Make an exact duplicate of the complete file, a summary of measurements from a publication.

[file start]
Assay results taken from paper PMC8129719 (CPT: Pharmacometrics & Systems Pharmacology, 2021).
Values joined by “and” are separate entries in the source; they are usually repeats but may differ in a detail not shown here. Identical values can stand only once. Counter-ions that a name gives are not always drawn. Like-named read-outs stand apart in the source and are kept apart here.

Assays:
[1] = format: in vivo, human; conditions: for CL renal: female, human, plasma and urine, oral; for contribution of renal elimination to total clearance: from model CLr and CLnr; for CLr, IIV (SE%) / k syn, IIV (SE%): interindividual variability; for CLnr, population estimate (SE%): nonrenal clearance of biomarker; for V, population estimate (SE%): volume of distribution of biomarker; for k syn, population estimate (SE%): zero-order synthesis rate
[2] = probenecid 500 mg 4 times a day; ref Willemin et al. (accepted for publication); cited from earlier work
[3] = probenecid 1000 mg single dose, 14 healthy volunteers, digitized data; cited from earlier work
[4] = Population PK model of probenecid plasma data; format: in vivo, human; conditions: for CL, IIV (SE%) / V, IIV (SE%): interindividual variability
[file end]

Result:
Assay results taken from paper PMC8129719 (CPT: Pharmacometrics & Systems Pharmacology, 2021).
Values joined by “and” are separate entries in the source; they are usually repeats but may differ in a detail not shown here. Identical values can stand only once. Counter-ions that a name gives are not always drawn. Like-named read-outs stand apart in the source and are kept apart here.

Assays:
[1] = format: in vivo, human; conditions: for CL renal: female, human, plasma and urine, oral; for contribution of renal elimination to total clearance: from model CLr and CLnr; for CLr, IIV (SE%) / k syn, IIV (SE%): interindividual variability; for CLnr, population estimate (SE%): nonrenal clearance of biomarker; for V, population estimate (SE%): volume of distribution of biomarker; for k syn, population estimate (SE%): zero-order synthesis rate
[2] = probenecid 500 mg 4 times a day; ref Willemin et al. (accepted for publication); cited from earlier work
[3] = probenecid 1000 mg single dose, 14 healthy volunteers, digitized data; cited from earlier work
[4] = Population PK model of probenecid plasma data; format: in vivo, human; conditions: for CL, IIV (SE%) / V, IIV (SE%): interindividual variability